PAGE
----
Ever tried to book a mini-break in Paris? Several hours into the internet trawl through sumptuous five-star hotels you can’t afford and Airbnbs that look like an outpost of IKEA, and you could be forgiven for abandoning the search. But there is another way: Pied A Terre.
A series of luxury apartments with superlative design credentials (think: 1960s Gae Aulenti chrome dining chairs and 1970s Hans-Agne Jakobsson brass wall lights), Pied A Terre launches this week with four properties at three locations in central Paris, and seven more slated to open later this year. Combining the concierge service and clean linens of a top hotel with the charming mix of flea-market finds, signature design pieces and good books that convey a stylish local’s taste, each space has been conceived to showcase the work of an up-and-coming architect.
The Brussels-based rising star Adrien Meira, for instance, has designed a serene, largely green space on Rue Saint-Honoré. Meanwhile, the duo behind Paris-based studio Necchi Architecture, Charlotte Albert and Alexis Lamesta, are the brains behind an ’80s-tinged two-bedroom townhouse nearby, known as the Tuileries residence. “We want to have places that feel like homes, but not so much that you feel like an intruder—more that you’ll have surprises with the artwork,” explains Pied A Terre co-founder Andrea Bokobsa. “At the same time, we want to provide a top-quality hotel experience.”
Step into the Tuileries residence, its walls painted a soothing pale pink (or “rose arroche”), its joinery a glossy burgundy, and you’ll never want to leave. Nibble a fresh croissant at the Pierre Frey-upholstered breakfast nook that recalls the work of legendary Paris decorator Andrée Putman. Luxuriate in the giant built-in bed inspired by Jean Prouvé, with a custom steel light by the London-based designer Eliot Barnes. Head upstairs, and you’ll find a cozy living room punctuated by vintage red-velvet Polish club chairs and a Bram Van Velde lithograph. Then wander into another bedroom with an equally giant bed facing a vibrant green, Jean-Michel Frank-inspired coffee table, recovered safari chairs that make use of a zingy zebra-print fabric, the floor carpeted in luxurious mushroom-hued wool. The bathroom has a Prada vibe—all ’80s shiny aluminum hardware and glossy black-and-white tiles.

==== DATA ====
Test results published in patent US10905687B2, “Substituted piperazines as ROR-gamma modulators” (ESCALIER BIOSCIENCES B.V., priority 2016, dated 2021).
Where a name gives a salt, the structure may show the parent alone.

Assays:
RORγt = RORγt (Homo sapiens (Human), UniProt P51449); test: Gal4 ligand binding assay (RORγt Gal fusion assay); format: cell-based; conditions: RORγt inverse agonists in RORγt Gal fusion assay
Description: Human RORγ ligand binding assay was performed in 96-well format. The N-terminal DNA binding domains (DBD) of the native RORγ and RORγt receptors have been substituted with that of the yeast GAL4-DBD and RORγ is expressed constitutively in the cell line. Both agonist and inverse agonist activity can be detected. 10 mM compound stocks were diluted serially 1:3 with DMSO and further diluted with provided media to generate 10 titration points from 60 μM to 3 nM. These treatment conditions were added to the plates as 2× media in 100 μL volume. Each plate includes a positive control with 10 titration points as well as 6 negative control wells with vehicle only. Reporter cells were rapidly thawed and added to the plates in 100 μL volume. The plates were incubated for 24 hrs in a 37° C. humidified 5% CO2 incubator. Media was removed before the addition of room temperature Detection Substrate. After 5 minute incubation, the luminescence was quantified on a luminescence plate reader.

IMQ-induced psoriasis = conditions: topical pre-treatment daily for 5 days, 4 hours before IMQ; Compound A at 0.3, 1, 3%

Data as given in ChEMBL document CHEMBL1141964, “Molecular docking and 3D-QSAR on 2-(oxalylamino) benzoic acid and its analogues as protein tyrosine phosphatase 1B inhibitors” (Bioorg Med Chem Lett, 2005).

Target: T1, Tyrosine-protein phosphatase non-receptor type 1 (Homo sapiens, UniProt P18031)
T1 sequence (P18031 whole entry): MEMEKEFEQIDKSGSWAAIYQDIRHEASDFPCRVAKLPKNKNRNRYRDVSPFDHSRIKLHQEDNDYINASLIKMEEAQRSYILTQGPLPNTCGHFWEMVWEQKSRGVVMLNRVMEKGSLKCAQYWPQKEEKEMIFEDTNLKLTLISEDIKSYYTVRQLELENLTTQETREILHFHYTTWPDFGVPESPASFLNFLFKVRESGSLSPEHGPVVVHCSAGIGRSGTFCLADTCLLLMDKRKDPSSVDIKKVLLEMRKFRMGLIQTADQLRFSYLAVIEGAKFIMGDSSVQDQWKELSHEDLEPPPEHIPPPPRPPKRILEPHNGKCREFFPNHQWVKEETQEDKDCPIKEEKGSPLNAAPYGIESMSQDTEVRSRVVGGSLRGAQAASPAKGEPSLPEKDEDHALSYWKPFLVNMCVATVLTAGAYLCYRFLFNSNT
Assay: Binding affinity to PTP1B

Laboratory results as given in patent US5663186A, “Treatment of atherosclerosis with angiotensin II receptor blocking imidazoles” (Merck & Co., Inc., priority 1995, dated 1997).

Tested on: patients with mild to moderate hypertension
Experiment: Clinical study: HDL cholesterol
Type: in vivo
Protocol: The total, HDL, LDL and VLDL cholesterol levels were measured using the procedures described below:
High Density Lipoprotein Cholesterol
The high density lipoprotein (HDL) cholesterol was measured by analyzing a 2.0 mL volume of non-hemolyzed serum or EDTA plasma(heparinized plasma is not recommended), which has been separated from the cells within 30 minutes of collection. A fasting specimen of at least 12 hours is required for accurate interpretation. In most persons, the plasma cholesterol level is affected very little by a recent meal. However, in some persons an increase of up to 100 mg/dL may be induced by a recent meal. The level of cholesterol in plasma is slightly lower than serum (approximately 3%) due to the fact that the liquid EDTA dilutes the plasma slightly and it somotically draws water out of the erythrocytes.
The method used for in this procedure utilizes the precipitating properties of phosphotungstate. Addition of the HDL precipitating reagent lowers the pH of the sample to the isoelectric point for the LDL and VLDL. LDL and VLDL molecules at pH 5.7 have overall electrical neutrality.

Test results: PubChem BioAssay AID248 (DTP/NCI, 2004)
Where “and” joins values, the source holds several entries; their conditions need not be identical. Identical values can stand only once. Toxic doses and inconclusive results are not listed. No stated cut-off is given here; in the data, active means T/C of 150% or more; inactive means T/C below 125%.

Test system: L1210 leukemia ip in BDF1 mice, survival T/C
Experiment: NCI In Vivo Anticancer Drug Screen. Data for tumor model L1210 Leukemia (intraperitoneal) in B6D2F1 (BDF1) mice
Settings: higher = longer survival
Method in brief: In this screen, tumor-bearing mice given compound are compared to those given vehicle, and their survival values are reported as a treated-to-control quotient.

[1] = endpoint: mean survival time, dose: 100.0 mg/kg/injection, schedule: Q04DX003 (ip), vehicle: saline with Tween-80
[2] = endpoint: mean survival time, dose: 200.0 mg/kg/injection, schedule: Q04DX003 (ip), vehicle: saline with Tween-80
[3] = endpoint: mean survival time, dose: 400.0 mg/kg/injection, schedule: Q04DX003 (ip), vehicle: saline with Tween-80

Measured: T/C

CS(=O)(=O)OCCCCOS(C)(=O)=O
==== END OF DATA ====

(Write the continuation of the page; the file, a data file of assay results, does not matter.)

“The downstairs bedroom was inspired by Giorgio Armani’s 1980s apartment, the bathroom is a little bit Serge Gainsbourg,” says Bokobsa, who sources the furniture and artwork for the apartments himself, in partnership with the lead architect (and informed by consultation with his mother, a former designer for Baby Dior and Bonpoint with superlative taste). Bokobsa, 31, was born in Paris but studied real estate in the United States, coming up with the Pied A Terre plan as part of his thesis. Together with his co-founder Nathaniel Glas, he aims to give visitors to the City of Light an authentic Parisian experience—complete with trendy restaurant suggestions (he recommends the upstairs dining room at Racines and the noodles at Kunitoraya) laid out in elegantly spare style in city guides designed by art director Pierre-Alexis Guinet.
You’ll need to book quickly: Copenhagen-based designer Stine Goya and Swedish influencer Fanny Ekstrand Tourneur are already on the client list, and slots are filling up for 2022. After all, that’s what happens when the only piece of IKEA you’ll find in these exquisitely quirky apartments is a hard-to-find vintage ’90s floor light designed for the Swedish megabrand by Jan Wickelgren.
This story was originally published in Vogue.com.